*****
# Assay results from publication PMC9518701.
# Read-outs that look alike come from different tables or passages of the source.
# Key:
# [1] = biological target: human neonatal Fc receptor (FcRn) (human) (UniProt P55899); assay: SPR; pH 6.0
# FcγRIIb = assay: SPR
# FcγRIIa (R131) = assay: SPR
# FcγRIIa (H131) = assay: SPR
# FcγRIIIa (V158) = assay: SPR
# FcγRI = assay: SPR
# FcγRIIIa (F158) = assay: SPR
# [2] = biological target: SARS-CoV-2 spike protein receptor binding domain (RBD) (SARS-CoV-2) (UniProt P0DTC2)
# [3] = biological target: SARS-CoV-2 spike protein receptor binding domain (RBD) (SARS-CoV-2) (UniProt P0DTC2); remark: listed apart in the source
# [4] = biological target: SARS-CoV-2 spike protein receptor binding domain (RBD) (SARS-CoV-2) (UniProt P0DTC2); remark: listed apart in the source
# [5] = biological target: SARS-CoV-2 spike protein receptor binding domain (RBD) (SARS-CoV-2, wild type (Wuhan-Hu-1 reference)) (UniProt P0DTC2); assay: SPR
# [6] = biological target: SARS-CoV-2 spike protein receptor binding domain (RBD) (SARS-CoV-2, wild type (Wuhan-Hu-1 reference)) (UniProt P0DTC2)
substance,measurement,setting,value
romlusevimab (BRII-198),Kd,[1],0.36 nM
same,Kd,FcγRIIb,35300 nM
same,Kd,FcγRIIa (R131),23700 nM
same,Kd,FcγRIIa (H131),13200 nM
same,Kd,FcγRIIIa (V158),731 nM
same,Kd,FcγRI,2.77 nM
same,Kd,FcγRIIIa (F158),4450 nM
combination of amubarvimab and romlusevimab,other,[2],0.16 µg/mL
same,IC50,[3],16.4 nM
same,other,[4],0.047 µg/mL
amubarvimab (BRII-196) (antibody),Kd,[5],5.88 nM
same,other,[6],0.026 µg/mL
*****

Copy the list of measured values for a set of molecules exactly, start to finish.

# Assay results from publication PMC9518701.
# Read-outs that look alike come from different tables or passages of the source.
# Key:
# [1] = biological target: human neonatal Fc receptor (FcRn) (human) (UniProt P55899); assay: SPR; pH 6.0
# FcγRIIb = assay: SPR
# FcγRIIa (R131) = assay: SPR
# FcγRIIa (H131) = assay: SPR
# FcγRIIIa (V158) = assay: SPR
# FcγRI = assay: SPR
# FcγRIIIa (F158) = assay: SPR
# [2] = biological target: SARS-CoV-2 spike protein receptor binding domain (RBD) (SARS-CoV-2) (UniProt P0DTC2)
# [3] = biological target: SARS-CoV-2 spike protein receptor binding domain (RBD) (SARS-CoV-2) (UniProt P0DTC2); remark: listed apart in the source
# [4] = biological target: SARS-CoV-2 spike protein receptor binding domain (RBD) (SARS-CoV-2) (UniProt P0DTC2); remark: listed apart in the source
# [5] = biological target: SARS-CoV-2 spike protein receptor binding domain (RBD) (SARS-CoV-2, wild type (Wuhan-Hu-1 reference)) (UniProt P0DTC2); assay: SPR
# [6] = biological target: SARS-CoV-2 spike protein receptor binding domain (RBD) (SARS-CoV-2, wild type (Wuhan-Hu-1 reference)) (UniProt P0DTC2)
substance,measurement,setting,value
romlusevimab (BRII-198),Kd,[1],0.36 nM
same,Kd,FcγRIIb,35300 nM
same,Kd,FcγRIIa (R131),23700 nM
same,Kd,FcγRIIa (H131),13200 nM
same,Kd,FcγRIIIa (V158),731 nM
same,Kd,FcγRI,2.77 nM
same,Kd,FcγRIIIa (F158),4450 nM
combination of amubarvimab and romlusevimab,other,[2],0.16 µg/mL
same,IC50,[3],16.4 nM
same,other,[4],0.047 µg/mL
amubarvimab (BRII-196) (antibody),Kd,[5],5.88 nM
same,other,[6],0.026 µg/mL